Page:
It is another advantage of the embodiment of FIG. 3 that the parasitic capacitance of the ESD clamp devices absorbs some of the stress in case of an ESD event. Since there are several ESD clamp devices arranged in parallel, the parasitic capacitance are typically larger than in case of prior art ESD protection circuits. This means that very fast pulses go into the parasitic capacitances. This gives the ESD clamp devices some more time to trigger and establish the ESD current path, and facilitates better voltage distribution for simultaneous triggering.

The prior art approaches usually use the ground line (substrate) of the integrated circuit as reference (V1 in FIG. 1). In today's CMOS implementations, however, the substrate is not a good conductor anymore, since high-resistive substrate is preferred for noise suppression. As a consequence, the strong ESD currents may produce a voltage drop on the reference line. This problem is avoided with the present invention since one does not have a reference line anymore. The inventive ESD protection scheme is thus also referred to as “reference-free circuit”.

If according to the present invention each of the of ESD clamp devices has a maximum clamp voltage at a given ESD peak current, that is below the breakdown o the protected devices inside the IC, the ESD protection scheme works properly and reliably. A discharge pulse is safely diverted and does not destroy or damage the circuitry of the IC.

The ESD clamp devices according to the invention only become “active” in case of an electrostatic discharge event. Under normal power operation these ESD clamp devices are off.

It is one of the remarkable advantages of the present invention that chip area is saved while at the same time providing for an ESD protection that is at least as good and reliable as the ESD protection in conventional integrated circuits. The invention requires fewer and/or smaller ESD clamp devices and the engineering is less complicated since fewer types of ESD devices are needed. The ESD clamp devices also get simpler since they are low-voltage. The floorplanning and supply routing is simpler from the ESD point of view.

In the following some further advantages and aspects of the invention are mentioned:

The ESD current path is, as mentioned above, shared in the “vertical direction” if one has just one group (cf. FIG. 2A, for instance). The clamp C3 in FIG. 2A is for example used for the following paths: V5

V3, V5 V2, V5 V1, V4 V3, V4 V2, V4 V1. This means that the single group of ESD clamp devices in FIG. 2A can replace all the elements of C1-C4 of FIG. 1. And since only low-voltage ESD clamps devices are required according to the invention, the chip area occupied by all the devices of FIG. 2A is about the same as the chip area required by the high-voltage clamp C1 in FIG. 1. This example illustrates quite well how remarkably the savings are.

If more than one group of ESD clamp devices are employed (see FIG. 3 for instance), the ESD path is also shared in “horizontal direction”, as there are several parallel ESD clamp devices between each two rails. These parallel ESD clamp devices share the ESD current. Since these ESD clamp devices work together, they can be smaller, which in turn saves further chip area.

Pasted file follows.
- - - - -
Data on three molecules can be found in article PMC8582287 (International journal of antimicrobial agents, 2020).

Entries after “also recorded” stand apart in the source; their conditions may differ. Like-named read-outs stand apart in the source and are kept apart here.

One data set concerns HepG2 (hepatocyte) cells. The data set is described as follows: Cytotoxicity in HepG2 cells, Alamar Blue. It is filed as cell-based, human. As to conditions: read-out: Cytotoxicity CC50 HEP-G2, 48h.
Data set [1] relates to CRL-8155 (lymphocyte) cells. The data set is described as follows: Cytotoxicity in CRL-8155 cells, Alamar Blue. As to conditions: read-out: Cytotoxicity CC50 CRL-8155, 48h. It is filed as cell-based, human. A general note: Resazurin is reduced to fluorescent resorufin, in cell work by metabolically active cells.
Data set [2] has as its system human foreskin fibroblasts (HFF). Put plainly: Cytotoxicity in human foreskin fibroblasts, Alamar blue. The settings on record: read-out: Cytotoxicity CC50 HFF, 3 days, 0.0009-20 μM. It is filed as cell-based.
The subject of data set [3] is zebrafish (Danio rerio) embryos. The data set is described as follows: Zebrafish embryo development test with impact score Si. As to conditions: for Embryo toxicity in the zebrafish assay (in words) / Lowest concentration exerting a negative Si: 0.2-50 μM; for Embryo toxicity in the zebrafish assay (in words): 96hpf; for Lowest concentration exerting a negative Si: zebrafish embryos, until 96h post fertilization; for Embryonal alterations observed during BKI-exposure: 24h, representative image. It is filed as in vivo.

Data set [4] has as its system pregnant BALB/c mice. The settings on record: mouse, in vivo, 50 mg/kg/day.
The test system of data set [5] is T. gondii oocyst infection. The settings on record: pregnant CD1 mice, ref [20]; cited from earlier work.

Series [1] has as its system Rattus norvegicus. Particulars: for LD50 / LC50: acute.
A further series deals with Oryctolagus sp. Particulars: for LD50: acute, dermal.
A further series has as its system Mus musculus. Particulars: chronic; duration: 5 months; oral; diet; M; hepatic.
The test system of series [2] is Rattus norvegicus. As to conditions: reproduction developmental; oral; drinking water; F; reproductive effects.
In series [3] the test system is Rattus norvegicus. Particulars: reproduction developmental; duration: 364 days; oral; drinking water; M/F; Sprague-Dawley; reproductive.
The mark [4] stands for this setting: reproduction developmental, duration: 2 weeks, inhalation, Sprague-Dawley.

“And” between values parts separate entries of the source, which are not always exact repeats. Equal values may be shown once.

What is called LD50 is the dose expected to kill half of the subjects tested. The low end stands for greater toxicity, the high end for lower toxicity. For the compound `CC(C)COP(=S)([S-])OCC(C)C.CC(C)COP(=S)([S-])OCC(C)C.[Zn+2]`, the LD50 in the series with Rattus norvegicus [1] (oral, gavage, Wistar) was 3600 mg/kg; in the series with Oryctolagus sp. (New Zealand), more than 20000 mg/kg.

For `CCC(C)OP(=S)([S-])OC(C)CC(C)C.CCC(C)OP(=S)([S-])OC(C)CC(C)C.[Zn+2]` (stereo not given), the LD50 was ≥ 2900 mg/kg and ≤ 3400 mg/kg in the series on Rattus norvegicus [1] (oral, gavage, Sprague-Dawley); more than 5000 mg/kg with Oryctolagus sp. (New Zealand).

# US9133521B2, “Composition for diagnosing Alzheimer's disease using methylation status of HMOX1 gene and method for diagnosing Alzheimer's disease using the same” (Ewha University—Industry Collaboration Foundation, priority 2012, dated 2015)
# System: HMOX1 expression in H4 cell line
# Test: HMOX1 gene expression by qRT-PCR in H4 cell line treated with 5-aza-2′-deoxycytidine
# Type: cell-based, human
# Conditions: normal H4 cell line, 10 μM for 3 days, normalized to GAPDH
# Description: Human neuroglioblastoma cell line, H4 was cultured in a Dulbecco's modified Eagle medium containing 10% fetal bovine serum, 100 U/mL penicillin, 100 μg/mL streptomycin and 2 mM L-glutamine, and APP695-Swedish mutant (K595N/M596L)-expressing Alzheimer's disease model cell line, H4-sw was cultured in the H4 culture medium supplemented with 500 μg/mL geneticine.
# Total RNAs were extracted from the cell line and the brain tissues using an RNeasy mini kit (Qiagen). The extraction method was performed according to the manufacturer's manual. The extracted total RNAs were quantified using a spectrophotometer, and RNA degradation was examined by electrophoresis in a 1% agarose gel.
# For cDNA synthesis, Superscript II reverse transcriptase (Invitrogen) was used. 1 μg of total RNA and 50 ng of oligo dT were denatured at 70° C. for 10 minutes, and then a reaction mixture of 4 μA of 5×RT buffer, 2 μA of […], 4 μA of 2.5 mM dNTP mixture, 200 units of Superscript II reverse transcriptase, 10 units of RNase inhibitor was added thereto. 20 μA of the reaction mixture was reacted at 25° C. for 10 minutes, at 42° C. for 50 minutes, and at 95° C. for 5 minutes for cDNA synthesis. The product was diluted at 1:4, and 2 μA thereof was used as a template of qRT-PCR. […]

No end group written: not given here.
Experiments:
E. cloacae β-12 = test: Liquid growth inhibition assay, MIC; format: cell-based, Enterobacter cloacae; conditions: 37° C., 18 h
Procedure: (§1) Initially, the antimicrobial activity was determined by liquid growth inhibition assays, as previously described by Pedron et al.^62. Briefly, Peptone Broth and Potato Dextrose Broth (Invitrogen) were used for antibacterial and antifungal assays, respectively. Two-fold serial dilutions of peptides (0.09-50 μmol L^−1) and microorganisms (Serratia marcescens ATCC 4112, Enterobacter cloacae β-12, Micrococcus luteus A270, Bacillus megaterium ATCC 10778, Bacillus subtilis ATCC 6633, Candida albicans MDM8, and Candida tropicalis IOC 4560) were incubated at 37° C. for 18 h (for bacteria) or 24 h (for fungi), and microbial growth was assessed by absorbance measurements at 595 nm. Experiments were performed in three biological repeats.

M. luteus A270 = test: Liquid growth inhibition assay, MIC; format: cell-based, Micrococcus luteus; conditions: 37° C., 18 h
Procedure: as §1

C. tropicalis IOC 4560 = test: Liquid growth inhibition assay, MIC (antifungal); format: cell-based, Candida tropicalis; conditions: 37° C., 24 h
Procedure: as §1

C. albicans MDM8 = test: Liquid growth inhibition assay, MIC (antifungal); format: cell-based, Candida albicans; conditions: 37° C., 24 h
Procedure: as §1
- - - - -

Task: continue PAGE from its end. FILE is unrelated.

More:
The ESD clamps over the ladder path (e.g., V5 to V1) do not have to be placed next to each other, that is, they can be distributed. This gives more flexibility on the layouting and floor planning of an integrated circuit.

When there is ESD stress over the ladder path (e.g., V5 to V1), the voltage rails in between (V4, V3, V2) and any other parasitic capacitances between the two references are adding to the effective parasitic capacitance of the ladder. This effective parasitic capacitance helps in the distribution of the ESD stress current over the next clamp stage.

The low-voltage ESD clamp devices, as used in connection with the present invention, show a better ESD behavior than the high-voltage ones (better control of the breakdown and snapback voltage).

Low-voltage PMOS transistors exhibit very low snapback and are thus suitable for the present concept. The low-voltage NMOS transistors can be triggered and controlled for the required low snapback.

For new high-voltage process developments of integrated circuits it is also an advantage to have an ESD concept, like the one presented herein, that relies on low-voltage ESD clamp devices since they are well known and ready from the beginning.

In the drawings and specification there has been set forth preferred embodiments of the invention and, although specific terms are used, the description thus given uses terminology in a generic and descriptive sense only and not for purposes of limitation.

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Classifications
U.S. Classification361/56, 361/91.1, 361/111
International ClassificationH02H9/00
Cooperative ClassificationH01L27/0251, H01L27/0292
European ClassificationH01L27/02B4F, H01L27/02B4F14
Legal Events
DateCodeEventDescription
Oct 24, 2008ASAssignment
Owner name: NXP B.V., NETHERLANDS
Free format text: ASSIGNMENT OF ASSIGNORS INTEREST;ASSIGNORS:MRCARICA, ZELJKO;BLANC, FABRICE;REEL/FRAME:021737/0027;SIGNING DATES FROM 20080702 TO 20080707
Free format text: ASSIGNMENT OF ASSIGNORS INTEREST;ASSIGNORS:MRCARICA, ZELJKO;BLANC, FABRICE;SIGNING DATES FROM 20080702 TO 20080707;REEL/FRAME:021737/0027